The main issue with synthetic opioids started in the first decade of the century, although it didn’t pick up steam in a grand way until after 2010. Weaker opiate medications have been around for awhile, going back to the late 1800’s. It says a lot about these newer and stronger synthetics, that despite the fact we’ve had access to similar medications for over 100 years, it was only with their entrance that the overdose rate skyrocketed.

Synthetic opioids driving overdose deaths in 2022
Synthetic opioids driving overdose deaths in 2022

Even heroin has been around since the turn of last century, first as an actual medication. And whereas heroin used to represent the worst talking point for overdose deaths; related overdose numbers have stayed at relatively even levels in the last 20+ years. The main increase is in synthetic opioids only. You can see it all very clearly in graphs here.

Issues with White House statement

Obviously, upon information of this nature coming out, the White House must say something. The government has done nothing to stop the legal production of these drugs, which makes it a part of the problem automatically. The government made no bones about illegalizing Quaaludes back in the early 1980’s, despite also saying that they were highly addictive; so it stands to reason that caring about the addictive nature of opioids is not what keeps them legal. For the record, Quaaludes had a negligible death toll, especially compared to opioids.

Black markets exist for drugs that are both legal and not legal. For this particular issue, what set it off was the creation and sale of synthetic opioids. Meaning this is a pharmaceutical company and government-created issue. Given that, it stands out to me that the White House statement says this: “Most of these deaths were caused by illicit synthetic drugs like clandestinely manufactured fentanyl and methamphetamine, often in combination with other drugs including cocaine, heroin, and xylazine.”

Maybe this is true. Maybe most of the deaths are from the black market now, but plenty are not. And it could be that the majority are not. These are doctor prescribed medications. Whatever illicit market there is, is only relevant because of the legal market. The drugs were created by the legal market, NOT the black market. It seems the White House wants readers to associate this entire issue with the black market, and not as a government-regulated problem.

Gupta goes on to say this: “The historic actions taken by the Biden-Harris Administration are saving lives. We’ve expanded treatment to millions of Americans, we’re improving access to Naloxone to reverse overdoses, and we’re attacking the illicit fentanyl supply chain at every choke point. As a result, around 19,000 people are still alive and can be there at the dinner table, at birthdays, and at life’s most important moments.”

Once again, the White House really wants you to focus on the illicit market, not the one it promotes legally. Attacking the illicit supply chain? Why not simply not allow doctors to prescribe the medications? Why not stop their legal production and sale? If you read this without knowing anything about the issue, you’d probably not guess these are legal medications.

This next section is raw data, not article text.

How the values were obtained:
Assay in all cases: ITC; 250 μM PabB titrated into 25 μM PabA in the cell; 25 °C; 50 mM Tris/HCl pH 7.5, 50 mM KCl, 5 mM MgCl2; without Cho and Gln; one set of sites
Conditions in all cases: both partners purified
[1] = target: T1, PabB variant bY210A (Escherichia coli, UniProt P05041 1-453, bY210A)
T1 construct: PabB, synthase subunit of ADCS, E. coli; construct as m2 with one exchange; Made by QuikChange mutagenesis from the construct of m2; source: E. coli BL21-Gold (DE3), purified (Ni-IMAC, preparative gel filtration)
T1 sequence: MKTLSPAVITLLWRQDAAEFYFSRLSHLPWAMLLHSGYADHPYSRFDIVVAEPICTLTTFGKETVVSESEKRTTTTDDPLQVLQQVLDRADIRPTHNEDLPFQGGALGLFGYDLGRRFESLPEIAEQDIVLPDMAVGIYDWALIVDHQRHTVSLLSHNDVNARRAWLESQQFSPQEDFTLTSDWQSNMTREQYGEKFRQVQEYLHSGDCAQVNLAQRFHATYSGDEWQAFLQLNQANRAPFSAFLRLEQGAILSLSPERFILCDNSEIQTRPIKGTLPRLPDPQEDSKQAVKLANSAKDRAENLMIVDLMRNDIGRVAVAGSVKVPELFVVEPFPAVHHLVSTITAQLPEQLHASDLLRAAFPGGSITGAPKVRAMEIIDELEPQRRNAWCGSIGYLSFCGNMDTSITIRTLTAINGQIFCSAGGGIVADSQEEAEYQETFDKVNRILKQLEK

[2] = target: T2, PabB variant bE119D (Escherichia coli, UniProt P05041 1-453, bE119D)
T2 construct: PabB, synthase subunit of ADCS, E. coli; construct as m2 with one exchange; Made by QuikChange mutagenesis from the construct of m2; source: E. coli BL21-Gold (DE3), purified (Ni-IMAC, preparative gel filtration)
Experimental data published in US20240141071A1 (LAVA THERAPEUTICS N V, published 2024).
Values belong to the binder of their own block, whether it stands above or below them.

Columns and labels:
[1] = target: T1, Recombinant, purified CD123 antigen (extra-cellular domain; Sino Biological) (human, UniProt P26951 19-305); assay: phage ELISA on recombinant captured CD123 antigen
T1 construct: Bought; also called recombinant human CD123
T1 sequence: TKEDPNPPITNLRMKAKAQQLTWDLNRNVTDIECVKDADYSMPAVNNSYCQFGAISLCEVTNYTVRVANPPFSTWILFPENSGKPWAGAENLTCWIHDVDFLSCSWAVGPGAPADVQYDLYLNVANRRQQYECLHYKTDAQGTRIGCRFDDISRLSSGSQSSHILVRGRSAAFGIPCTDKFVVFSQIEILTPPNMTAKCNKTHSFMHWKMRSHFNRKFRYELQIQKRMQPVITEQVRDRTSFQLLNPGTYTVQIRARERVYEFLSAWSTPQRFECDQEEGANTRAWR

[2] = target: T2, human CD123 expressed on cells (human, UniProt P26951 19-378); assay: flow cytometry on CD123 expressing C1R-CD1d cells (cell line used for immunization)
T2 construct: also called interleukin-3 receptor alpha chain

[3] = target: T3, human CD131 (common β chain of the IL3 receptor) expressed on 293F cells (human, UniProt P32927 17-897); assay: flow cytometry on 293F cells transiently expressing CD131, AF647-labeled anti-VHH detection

Drug overdose deaths
Drug overdose deaths

Even funnier still, is that having done nothing to help the problem, the government then takes credit for saving 19,000 lives. I expect the point Gupta is trying to make, is that the use of Naloxone reversed that many overdoses; but it certainly doesn’t mean that that many people were saved. It means a particular overdose was treated for a person. Not only is the government taking credit, it’s calling this a ‘historic action.’

Gupta goes on, “President Biden has called on us to double down on our efforts to save even more lives so we can beat this crisis, and that’s exactly what we’re doing.” But what does that mean? Even more Naloxone? Is his argument that a drug put out to counteract overdoses, will stop an entire addiction crisis for drugs still wildly available, even legally? Does pumping an alcoholic’s stomach, make them not an alcoholic anymore? Its like, the government is offering nothing, yet trying to take credit for an only small rise in deaths. And ignoring that a rise automatically means nothing improved.

He goes on to talk about seizures of illegal product, seemingly to put attention on the illegal market again. Yet, in not one place does he talk of changing regulation to limit legal production or prescribing. According to the statement, government actions are solely for increasing Naloxone use, and seizures of illicit drugs.

And it continues to ignore the most useful possibility out there: swapping ketamine for opioids. This actual solution is never mentioned at all by any government; which is painfully weird if the idea is to help people. Not only does ketamine show as a more useful pain treatment, and one that can last months after application; but without the addictive properties of opioids. Of course, not mentioning it does go in line with helping pharma companies make money from opioid sales.


Does this leveling off mean that some action is working, and the problem will reverse? Likely, no. Because no suitable actions have been taken. Maybe the problem won’t get worse, and we’ve reached the standard leveling off point. Or maybe this is just a break in the overall trajectory, which will continue up next year. One thing for sure (or pretty sure) is that real change takes real action. Right now, the government isn’t even being honest about where the problem is coming from. So can we really expect it to do anything useful about it?

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New Study On Payment Info Shows Weed Might Lower Opioid Use




It’s a horrible topic that we can’t stop talking about because it doesn’t stop being a horrible topic. One of the biggest issues in the world of health and drugs is the opioid epidemic, and the large and growing number of overdose deaths from these doctor-prescribed medications. Research on different fronts point to the use of weed as a way to lower opioid use, with a recent study related to payments once again backing up that idea.